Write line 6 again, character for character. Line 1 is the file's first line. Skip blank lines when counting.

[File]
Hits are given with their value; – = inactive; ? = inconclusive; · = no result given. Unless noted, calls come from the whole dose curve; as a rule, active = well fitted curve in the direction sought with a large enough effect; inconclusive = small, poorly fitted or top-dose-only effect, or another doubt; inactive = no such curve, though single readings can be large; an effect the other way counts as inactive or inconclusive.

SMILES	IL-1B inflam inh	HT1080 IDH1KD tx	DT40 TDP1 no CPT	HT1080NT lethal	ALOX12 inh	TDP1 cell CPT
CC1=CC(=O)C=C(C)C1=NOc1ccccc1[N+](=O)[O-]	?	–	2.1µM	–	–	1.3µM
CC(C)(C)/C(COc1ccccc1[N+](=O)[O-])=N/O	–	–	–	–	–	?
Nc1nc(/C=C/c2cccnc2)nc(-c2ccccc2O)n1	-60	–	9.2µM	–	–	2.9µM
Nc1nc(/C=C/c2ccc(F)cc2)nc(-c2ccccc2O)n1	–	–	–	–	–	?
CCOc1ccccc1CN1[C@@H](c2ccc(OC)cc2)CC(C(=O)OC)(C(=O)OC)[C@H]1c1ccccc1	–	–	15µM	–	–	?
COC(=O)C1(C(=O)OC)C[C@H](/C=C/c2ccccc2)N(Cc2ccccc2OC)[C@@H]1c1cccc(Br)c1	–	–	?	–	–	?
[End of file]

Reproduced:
Nc1nc(/C=C/c2ccc(F)cc2)nc(-c2ccccc2O)n1	–	–	–	–	–	?